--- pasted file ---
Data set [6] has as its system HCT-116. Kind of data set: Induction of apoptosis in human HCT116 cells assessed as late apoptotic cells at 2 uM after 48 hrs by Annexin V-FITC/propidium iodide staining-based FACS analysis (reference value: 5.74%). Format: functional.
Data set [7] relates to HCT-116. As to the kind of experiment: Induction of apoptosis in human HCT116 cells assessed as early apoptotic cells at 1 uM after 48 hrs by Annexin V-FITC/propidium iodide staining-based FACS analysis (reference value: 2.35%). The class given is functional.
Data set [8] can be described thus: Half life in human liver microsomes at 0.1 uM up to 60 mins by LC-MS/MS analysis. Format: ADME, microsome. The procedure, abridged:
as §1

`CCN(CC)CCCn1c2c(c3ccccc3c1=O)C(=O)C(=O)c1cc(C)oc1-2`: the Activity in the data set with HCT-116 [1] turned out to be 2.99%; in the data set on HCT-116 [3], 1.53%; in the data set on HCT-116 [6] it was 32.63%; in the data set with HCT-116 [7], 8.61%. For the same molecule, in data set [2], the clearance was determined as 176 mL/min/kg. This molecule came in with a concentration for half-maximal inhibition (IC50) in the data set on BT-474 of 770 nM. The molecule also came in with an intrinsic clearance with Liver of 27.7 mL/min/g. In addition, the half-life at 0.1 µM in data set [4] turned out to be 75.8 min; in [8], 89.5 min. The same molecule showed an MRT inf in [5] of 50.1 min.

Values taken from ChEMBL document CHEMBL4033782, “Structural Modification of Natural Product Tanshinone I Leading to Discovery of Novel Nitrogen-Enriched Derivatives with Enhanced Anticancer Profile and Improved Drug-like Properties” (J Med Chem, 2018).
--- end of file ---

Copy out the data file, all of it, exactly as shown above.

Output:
Data set [6] has as its system HCT-116. Kind of data set: Induction of apoptosis in human HCT116 cells assessed as late apoptotic cells at 2 uM after 48 hrs by Annexin V-FITC/propidium iodide staining-based FACS analysis (reference value: 5.74%). Format: functional.
Data set [7] relates to HCT-116. As to the kind of experiment: Induction of apoptosis in human HCT116 cells assessed as early apoptotic cells at 1 uM after 48 hrs by Annexin V-FITC/propidium iodide staining-based FACS analysis (reference value: 2.35%). The class given is functional.
Data set [8] can be described thus: Half life in human liver microsomes at 0.1 uM up to 60 mins by LC-MS/MS analysis. Format: ADME, microsome. The procedure, abridged:
as §1

`CCN(CC)CCCn1c2c(c3ccccc3c1=O)C(=O)C(=O)c1cc(C)oc1-2`: the Activity in the data set with HCT-116 [1] turned out to be 2.99%; in the data set on HCT-116 [3], 1.53%; in the data set on HCT-116 [6] it was 32.63%; in the data set with HCT-116 [7], 8.61%. For the same molecule, in data set [2], the clearance was determined as 176 mL/min/kg. This molecule came in with a concentration for half-maximal inhibition (IC50) in the data set on BT-474 of 770 nM. The molecule also came in with an intrinsic clearance with Liver of 27.7 mL/min/g. In addition, the half-life at 0.1 µM in data set [4] turned out to be 75.8 min; in [8], 89.5 min. The same molecule showed an MRT inf in [5] of 50.1 min.

Values taken from ChEMBL document CHEMBL4033782, “Structural Modification of Natural Product Tanshinone I Leading to Discovery of Novel Nitrogen-Enriched Derivatives with Enhanced Anticancer Profile and Improved Drug-like Properties” (J Med Chem, 2018).